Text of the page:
Animal Defenders International


Animal Defenders International

Victory in Peru

Posted: 2 December 2011. Updated: 16 March 2013


On 21st July, following an investigation of circus animal suffering and a long campaign by ADI and local animal protection groups, President Alan Garcia of Peru signed into law an end to the use of wild animals in circuses.

With this ban, Peru is the second country in South America to take national steps to stop the suffering of animals in circuses, following the ban in Bolivia.
Here, we look back over ADI’s six year operation leading up to this enormous victory.

Pictured above: Peruvian Congressmen Alejandro Rebaza and Jose Antonio Urquizo, and ADI’s Jan Creamer launch the two bills at the Congress to ban animal circuses.

Collecting the evidence
Back in 2005, ADI field officers went undercover, investigating seven randomly selected circuses in Peru. This was part of a huge operation carried out inside circuses across South America – one of our most comprehensive investigations to date.
The evidence in Peru showed systematic violence against circus animals,including lions with Circo Las Galaxias whipped and struck with weapons; abuse of a capuchin monkey with Circo Zafari Kids and an ocelot; many animals were subjected to verbal intimidation.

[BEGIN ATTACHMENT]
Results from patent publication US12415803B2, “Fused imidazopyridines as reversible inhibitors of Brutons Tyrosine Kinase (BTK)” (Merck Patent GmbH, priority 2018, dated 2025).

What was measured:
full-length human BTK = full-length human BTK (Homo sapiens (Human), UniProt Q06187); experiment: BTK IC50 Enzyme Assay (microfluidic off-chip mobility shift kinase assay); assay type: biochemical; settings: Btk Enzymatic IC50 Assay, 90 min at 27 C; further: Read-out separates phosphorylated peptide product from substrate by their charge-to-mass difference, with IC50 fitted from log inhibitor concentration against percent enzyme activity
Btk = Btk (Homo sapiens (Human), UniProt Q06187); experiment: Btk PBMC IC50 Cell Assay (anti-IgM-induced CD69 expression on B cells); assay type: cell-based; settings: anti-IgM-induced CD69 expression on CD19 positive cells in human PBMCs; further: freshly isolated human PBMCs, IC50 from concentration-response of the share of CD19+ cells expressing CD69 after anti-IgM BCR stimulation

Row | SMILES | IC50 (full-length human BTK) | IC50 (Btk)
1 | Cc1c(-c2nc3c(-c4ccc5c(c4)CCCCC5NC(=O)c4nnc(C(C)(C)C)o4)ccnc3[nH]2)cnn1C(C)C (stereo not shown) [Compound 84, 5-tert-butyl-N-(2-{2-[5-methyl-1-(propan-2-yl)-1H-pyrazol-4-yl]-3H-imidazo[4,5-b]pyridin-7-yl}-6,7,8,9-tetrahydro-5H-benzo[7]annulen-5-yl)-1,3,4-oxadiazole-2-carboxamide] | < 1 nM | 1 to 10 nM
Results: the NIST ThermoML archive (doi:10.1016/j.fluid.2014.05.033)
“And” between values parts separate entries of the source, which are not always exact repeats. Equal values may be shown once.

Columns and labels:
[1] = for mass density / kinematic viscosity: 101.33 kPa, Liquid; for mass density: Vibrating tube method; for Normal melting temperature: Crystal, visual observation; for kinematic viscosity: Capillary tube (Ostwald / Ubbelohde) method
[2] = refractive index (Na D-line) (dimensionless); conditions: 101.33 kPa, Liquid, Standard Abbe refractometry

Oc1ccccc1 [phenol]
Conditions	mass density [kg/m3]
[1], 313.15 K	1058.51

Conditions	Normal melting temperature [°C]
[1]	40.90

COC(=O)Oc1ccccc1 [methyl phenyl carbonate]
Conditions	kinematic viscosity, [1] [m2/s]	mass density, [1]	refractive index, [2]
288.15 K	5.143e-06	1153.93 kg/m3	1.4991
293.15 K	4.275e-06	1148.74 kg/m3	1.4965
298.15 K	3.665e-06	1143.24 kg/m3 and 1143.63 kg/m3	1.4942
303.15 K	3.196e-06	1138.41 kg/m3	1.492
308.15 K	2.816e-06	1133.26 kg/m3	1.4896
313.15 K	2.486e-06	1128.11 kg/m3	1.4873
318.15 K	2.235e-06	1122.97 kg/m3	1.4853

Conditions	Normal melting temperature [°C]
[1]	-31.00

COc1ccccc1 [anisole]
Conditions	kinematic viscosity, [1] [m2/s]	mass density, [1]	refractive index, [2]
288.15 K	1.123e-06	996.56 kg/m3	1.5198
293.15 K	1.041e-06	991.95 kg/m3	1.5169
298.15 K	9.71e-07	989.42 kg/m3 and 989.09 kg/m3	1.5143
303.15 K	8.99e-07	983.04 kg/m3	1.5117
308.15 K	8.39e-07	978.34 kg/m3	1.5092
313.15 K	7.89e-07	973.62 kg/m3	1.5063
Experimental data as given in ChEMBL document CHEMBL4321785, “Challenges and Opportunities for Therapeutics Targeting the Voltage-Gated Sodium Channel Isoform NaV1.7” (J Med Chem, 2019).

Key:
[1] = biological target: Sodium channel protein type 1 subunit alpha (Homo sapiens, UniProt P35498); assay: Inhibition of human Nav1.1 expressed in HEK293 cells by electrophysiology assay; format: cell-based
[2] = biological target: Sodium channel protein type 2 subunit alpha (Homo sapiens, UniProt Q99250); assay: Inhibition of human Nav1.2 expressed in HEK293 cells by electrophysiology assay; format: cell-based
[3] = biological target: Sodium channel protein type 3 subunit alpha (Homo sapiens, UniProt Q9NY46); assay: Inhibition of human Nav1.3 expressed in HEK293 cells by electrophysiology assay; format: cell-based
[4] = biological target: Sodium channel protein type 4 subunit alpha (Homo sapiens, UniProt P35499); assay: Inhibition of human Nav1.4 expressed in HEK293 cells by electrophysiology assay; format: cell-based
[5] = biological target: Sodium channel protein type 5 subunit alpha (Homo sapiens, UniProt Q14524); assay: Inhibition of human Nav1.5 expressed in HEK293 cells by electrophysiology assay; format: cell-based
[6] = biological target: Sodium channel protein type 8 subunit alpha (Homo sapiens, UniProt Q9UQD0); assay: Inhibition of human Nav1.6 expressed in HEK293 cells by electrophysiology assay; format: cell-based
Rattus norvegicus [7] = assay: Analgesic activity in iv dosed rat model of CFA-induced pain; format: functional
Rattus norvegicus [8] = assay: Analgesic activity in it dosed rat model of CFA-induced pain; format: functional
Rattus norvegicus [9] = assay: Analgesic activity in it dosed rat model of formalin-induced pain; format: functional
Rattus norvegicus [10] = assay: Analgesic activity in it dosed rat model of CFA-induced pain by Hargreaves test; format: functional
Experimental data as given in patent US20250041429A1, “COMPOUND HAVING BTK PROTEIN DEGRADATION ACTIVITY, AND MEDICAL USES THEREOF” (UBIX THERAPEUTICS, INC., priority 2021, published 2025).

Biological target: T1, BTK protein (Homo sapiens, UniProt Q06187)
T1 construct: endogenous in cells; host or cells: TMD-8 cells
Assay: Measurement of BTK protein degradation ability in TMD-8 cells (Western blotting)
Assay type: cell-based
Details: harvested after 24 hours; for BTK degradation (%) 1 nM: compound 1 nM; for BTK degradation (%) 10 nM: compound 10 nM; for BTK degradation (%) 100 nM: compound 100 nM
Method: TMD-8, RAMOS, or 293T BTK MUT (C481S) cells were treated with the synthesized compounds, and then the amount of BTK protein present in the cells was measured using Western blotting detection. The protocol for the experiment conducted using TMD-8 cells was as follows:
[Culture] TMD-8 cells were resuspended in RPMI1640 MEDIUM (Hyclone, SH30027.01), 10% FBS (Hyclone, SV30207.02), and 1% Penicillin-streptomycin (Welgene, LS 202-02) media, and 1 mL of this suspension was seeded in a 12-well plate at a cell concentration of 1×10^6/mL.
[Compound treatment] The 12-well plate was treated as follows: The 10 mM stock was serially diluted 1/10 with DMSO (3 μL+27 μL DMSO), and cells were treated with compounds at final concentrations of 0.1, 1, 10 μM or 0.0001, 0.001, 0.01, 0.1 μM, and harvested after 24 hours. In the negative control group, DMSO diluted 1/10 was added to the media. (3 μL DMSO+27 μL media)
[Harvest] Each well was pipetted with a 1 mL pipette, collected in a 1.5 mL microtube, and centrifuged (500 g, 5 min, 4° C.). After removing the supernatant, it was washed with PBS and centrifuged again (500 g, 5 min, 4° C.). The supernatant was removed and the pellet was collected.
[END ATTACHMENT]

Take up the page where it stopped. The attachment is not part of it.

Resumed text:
The footage also showed shocking levels of confinement and deprivation, including three lions living in a tiny beast wagon, with no access to natural daylight; primates permanently chained down and other animals in tiny boxes.

The battle for national legislation
Our Stop Circus Suffering campaign was launched in 2007 with the support of the local groups in Lima. We prepared a DVD and a report that included the results of our investigation in Peru and the other South American countries. The ADI team presented this evidence to the Peruvian Congress and drafted a proposal to ban wild and domestic animals in circuses.
The campaign built up a head of steam. Congressmen Alejandro Rebaza and Jose Antonio Urquizo immediately tabled bills banning the use of animals in circuses, which were joined together and discussed by Congress. In May 2008, ADI produced the report Science on Suffering, with the scientific evidence we would need to back up our arguments.
Though we had got off to a successful start, the going was not easy. For the bill to become law it needed to be debated and approved in both the Agrarian and the Andean Peoples commissions; selected for priority by the Board of Spokespersons for debate in the Plenary; and finally handpicked by the President of Congress to be discussed on the day. There were many hurdles.
We met every member of each Commission and circulated our briefings. The bill was finally debated in March 2009 and approved as an amendment of the National Animal Protection Law rather than as a separate law. The bill was then sent in its new form to the Andean Peoples Commission where it was again approved unanimously in May 2009. The first two hurdles were behind us.